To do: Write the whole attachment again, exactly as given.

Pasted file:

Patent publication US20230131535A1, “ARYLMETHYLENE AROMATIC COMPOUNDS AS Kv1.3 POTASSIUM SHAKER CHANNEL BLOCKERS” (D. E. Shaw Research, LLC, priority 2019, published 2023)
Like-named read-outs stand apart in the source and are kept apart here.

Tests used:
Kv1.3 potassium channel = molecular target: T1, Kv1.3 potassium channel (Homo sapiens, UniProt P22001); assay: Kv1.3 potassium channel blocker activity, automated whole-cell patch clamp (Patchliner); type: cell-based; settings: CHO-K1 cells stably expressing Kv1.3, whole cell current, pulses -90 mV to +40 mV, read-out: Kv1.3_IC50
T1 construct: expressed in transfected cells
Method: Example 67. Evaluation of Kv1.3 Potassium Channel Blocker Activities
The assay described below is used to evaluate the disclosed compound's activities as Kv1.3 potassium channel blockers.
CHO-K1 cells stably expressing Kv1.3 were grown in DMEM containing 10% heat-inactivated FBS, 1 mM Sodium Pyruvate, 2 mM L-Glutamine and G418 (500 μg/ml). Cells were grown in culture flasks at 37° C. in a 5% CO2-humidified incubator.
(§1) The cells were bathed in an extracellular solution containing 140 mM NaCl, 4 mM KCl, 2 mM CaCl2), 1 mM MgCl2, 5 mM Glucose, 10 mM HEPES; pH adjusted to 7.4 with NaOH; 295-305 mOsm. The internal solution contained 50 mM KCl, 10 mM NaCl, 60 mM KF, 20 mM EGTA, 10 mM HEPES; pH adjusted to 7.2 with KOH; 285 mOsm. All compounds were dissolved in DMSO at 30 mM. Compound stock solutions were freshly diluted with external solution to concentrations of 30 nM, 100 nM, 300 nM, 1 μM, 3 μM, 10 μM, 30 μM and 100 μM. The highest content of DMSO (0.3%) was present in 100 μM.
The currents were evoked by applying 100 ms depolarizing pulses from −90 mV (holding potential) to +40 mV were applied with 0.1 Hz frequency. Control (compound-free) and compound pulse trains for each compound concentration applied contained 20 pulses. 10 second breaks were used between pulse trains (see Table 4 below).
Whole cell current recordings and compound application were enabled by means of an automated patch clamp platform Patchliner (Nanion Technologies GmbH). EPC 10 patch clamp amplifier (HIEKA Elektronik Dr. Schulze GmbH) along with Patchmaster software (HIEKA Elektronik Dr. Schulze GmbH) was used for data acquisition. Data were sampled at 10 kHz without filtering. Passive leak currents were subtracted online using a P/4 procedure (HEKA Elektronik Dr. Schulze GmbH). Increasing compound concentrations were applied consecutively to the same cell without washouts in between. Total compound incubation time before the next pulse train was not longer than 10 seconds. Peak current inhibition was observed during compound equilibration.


Patent publication US20230131535A1, “ARYLMETHYLENE AROMATIC COMPOUNDS AS Kv1.3 POTASSIUM SHAKER CHANNEL BLOCKERS” (D. E. Shaw Research, LLC, priority 2019, published 2023)
Like-named read-outs stand apart in the source and are kept apart here.

Tests used:
Kv1.3 potassium channel = molecular target: T1, Kv1.3 potassium channel (Homo sapiens, UniProt P22001); assay: Kv1.3 potassium channel blocker activity, automated whole-cell patch clamp (Patchliner); type: cell-based; settings: CHO-K1 cells stably expressing Kv1.3, whole cell current, pulses -90 mV to +40 mV, read-out: Kv1.3_IC50
T1 construct: expressed in transfected cells
Method: Example 67. Evaluation of Kv1.3 Potassium Channel Blocker Activities
The assay described below is used to evaluate the disclosed compound's activities as Kv1.3 potassium channel blockers.
CHO-K1 cells stably expressing Kv1.3 were grown in DMEM containing 10% heat-inactivated FBS, 1 mM Sodium Pyruvate, 2 mM L-Glutamine and G418 (500 μg/ml). Cells were grown in culture flasks at 37° C. in a 5% CO2-humidified incubator.
(§1) The cells were bathed in an extracellular solution containing 140 mM NaCl, 4 mM KCl, 2 mM CaCl2), 1 mM MgCl2, 5 mM Glucose, 10 mM HEPES; pH adjusted to 7.4 with NaOH; 295-305 mOsm. The internal solution contained 50 mM KCl, 10 mM NaCl, 60 mM KF, 20 mM EGTA, 10 mM HEPES; pH adjusted to 7.2 with KOH; 285 mOsm. All compounds were dissolved in DMSO at 30 mM. Compound stock solutions were freshly diluted with external solution to concentrations of 30 nM, 100 nM, 300 nM, 1 μM, 3 μM, 10 μM, 30 μM and 100 μM. The highest content of DMSO (0.3%) was present in 100 μM.
The currents were evoked by applying 100 ms depolarizing pulses from −90 mV (holding potential) to +40 mV were applied with 0.1 Hz frequency. Control (compound-free) and compound pulse trains for each compound concentration applied contained 20 pulses. 10 second breaks were used between pulse trains (see Table 4 below).
Whole cell current recordings and compound application were enabled by means of an automated patch clamp platform Patchliner (Nanion Technologies GmbH). EPC 10 patch clamp amplifier (HIEKA Elektronik Dr. Schulze GmbH) along with Patchmaster software (HIEKA Elektronik Dr. Schulze GmbH) was used for data acquisition. Data were sampled at 10 kHz without filtering. Passive leak currents were subtracted online using a P/4 procedure (HEKA Elektronik Dr. Schulze GmbH). Increasing compound concentrations were applied consecutively to the same cell without washouts in between. Total compound incubation time before the next pulse train was not longer than 10 seconds. Peak current inhibition was observed during compound equilibration.